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Canada can punch above its weight by helping other nations lower emissions

By exporting low-carbon innovations, Canada can become a climate leader with a resilient economy

Last week, the federal government announced that it was tabling the Net-Zero Emissions Accountability Act in the House of Commons. The act enshrines into law the government’s goal of achieving a net-zero economy by 2050. While grand in vision, Bill C-12 is not explicitly a roadmap to achieving a net-zero economy. It creates legal accountability around reporting on Canada’s progress on the journey to net-zero. But as the fifth anniversary of the Paris Agreement approaches, Canada continues to fall behind on its targets. So how do we transition from where we are today to a position of climate leadership and economic resilience?

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Does a decision on Keystone XL matter?

By Dan Zilnik and Jason Switzer
Part 3: Approval of the continent’s most controversial pipeline project means little for the climate if nothing else changes.

 

(On Thursday, we looked at why environmentalists’ opposition to the oil sands became a symbolic, four-front battle targeted at Keystone XL. Today, in the final installment of our three-part series, we ask if the death of Keystone XL would be considered a true victory if nothing fundamental in the oil sands changes.)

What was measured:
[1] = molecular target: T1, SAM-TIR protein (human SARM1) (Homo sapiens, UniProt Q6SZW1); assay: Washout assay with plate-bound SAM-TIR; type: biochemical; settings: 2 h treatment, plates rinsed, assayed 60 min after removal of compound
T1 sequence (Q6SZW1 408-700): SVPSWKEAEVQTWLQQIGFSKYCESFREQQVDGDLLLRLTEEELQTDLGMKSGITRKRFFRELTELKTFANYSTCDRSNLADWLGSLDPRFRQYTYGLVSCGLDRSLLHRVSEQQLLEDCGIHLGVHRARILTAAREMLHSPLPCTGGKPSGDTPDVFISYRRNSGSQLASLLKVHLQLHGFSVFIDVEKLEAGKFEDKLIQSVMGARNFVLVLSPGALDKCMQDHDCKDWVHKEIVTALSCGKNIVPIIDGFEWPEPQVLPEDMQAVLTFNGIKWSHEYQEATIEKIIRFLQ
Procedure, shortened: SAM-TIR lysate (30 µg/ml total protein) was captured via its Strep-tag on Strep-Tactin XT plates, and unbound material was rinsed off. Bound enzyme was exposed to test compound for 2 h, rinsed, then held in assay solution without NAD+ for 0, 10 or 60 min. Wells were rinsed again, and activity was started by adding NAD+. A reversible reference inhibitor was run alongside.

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Deconstructing Keystone XL

By Dan Zilnik and Jason Switzer
Part 2: How an otherwise ho-hum pipeline project drew the wrath of environmentalists.

 

(Yesterday, we looked at how the oil sands evolved from a money-losing proposition to a lure for international investment and a reason to expand the Keystone pipeline. Today, we look at how that success sparked an unprecedented amount of well-organized environmental opposition.)


 

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Deconstructing North America’s most contested pipeline project

By Dan Zilnik and Jason Switzer
Part 1: Why Keystone sits at the heart of this decade’s most significant battle between eco groups & fossil-fuel interests.

 

(The talk around Washington, D.C., these days is that U.S. President Barack Obama will soon issue his final rejection of the controversial Keystone XL pipeline project, possibly as early as this month. For environmentalists, the seven-year battle over the Keystone expansion has been a proxy for their larger war against the oil sands, which has become a symbol of climate destruction. For Alberta, it is considered an enabler of oil sands growth – a way to get more of its product to market. How did Keystone XL come to be such a lightning rod? Below is the first of a three-part series on the rapid rise and fall of Keystone XL, and what it means for the future of Canada’s oil sands sector and the global fight against climate change.)

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